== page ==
Veneration of Emperor Constantine in Russia

One of the acts most significant in its consequences for world history was the Edict of Milan, published 1700 years ago[1] by the Roman Emperor Constantine. A quarter century after its publication, in 337, Emperor Constantine fell seriously ill and died. According to Eusebius, not long before his death he “considered that it was time to cleanse himself of his former sins, for he believed that everything in which he sinned as a mortal will be taken from his soul by the power of the mystical prayers and saving word of Baptism.”[2] In order to receive the sacrament of Baptism Constantine went to the palace in Nicomedia, which was located near the new capital of the New Rome—Constantinople, where the Emperor Diocletian had earlier built his residence. To Nicomedia came the bishops of the outlying cities. Eusebius relates the words spoken by the Emperor to the bishops assembled around his bed: “The much desired and long-awaited time has arrived, for which I have prayed as the time for salvation in God. It is time for us to receive the seal of immortality, and to partake of saving grace. I had thought to do this in the waters of the Jordan, where as an example to us, as it is told, the Savior Himself received Baptism; but God, Who knows what is profitable, has vouchsafed this to me here. Thus, we shall no longer waver, for if it please the Lord of life and death to prolong my existence, if it has once been determined that I be henceforth united to the God’s people as a member of the Church, that I should participate in prayers together with everyone, then through this will I submit myself to these rules of life, according to God’s will.”[3]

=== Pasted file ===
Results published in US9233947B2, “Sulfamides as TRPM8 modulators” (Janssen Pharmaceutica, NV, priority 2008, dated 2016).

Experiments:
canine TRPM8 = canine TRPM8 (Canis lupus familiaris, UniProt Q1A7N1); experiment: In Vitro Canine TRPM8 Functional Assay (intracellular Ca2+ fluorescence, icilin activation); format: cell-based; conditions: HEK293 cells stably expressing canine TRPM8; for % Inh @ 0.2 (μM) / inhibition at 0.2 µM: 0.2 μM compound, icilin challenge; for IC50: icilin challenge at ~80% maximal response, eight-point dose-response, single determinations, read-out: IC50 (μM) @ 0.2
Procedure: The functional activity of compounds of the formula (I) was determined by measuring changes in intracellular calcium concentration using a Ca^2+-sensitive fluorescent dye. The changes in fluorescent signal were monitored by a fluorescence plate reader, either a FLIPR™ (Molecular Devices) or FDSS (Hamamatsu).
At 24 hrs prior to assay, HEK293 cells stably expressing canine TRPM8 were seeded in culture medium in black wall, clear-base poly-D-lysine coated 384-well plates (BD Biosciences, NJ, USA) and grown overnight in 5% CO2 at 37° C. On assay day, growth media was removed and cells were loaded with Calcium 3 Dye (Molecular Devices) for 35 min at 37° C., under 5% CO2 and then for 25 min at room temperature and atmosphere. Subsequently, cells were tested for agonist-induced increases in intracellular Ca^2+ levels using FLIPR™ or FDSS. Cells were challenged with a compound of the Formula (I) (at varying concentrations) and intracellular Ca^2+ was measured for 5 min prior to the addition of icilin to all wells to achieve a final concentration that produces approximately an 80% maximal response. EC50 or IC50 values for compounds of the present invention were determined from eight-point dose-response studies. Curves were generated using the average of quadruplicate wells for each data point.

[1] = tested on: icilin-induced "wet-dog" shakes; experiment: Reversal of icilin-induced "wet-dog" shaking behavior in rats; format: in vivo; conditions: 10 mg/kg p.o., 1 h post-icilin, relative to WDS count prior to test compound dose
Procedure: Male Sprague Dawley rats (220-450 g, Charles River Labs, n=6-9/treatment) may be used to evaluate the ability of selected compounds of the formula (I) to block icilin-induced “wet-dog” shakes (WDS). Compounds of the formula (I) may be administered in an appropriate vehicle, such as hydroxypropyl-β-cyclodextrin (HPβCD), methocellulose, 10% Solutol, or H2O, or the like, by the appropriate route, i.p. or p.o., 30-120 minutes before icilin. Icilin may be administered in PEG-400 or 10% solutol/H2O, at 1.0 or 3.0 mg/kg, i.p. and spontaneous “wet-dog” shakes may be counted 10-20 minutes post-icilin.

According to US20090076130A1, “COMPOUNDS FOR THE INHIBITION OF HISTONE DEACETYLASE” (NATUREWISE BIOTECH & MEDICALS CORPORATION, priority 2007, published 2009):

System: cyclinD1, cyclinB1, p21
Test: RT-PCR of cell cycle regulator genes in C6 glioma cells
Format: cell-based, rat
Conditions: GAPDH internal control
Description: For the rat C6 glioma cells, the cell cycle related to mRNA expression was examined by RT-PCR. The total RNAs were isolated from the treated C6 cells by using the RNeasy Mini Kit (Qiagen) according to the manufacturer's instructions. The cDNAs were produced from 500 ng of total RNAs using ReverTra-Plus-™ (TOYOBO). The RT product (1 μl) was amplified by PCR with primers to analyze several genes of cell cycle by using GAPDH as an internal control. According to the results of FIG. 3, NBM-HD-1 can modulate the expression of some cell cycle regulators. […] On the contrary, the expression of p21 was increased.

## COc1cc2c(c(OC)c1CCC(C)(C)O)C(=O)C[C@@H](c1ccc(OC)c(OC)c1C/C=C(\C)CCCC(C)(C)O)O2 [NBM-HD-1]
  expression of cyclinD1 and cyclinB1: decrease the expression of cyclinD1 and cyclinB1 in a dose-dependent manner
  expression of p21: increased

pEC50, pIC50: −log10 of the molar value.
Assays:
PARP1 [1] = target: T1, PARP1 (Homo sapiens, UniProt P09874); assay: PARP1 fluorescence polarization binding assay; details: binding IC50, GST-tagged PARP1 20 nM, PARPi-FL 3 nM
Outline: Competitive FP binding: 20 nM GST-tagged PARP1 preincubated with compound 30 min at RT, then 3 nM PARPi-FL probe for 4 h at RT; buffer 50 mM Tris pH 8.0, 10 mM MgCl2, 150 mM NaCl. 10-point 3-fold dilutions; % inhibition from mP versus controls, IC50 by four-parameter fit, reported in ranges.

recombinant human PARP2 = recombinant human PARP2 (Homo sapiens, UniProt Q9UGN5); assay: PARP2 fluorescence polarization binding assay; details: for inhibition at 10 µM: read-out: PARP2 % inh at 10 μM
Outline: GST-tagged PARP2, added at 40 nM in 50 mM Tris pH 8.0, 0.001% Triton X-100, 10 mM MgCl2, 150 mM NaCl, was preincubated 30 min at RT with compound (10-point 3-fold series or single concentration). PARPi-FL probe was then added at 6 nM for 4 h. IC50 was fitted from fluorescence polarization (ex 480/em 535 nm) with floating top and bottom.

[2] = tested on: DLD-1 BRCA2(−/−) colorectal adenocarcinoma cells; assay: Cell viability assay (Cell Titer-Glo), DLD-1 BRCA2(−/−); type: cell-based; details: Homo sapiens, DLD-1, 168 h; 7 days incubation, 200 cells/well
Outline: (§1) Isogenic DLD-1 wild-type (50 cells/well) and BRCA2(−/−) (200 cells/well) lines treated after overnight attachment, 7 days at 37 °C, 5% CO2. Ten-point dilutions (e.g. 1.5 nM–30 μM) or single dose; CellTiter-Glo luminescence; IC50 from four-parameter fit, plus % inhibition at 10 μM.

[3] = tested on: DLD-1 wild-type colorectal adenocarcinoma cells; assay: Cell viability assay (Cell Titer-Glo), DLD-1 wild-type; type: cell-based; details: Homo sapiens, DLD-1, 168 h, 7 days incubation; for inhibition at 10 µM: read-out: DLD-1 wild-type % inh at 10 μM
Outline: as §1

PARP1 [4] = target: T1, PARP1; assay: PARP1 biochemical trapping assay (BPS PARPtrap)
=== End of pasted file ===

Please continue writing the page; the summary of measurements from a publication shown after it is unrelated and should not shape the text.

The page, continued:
Feast of the Holy Great Sovereigns Constantine and Helen, Equal to the Apostles

The Church calls St Constantine (306-337) “the Equal of the Apostles,” and historians call him “the Great.” He was the son o the Caesar Constantius Chlorus (305-306), who governed the lands of Gaul and Britain. His mother was St Helen, a Christian of humble birth.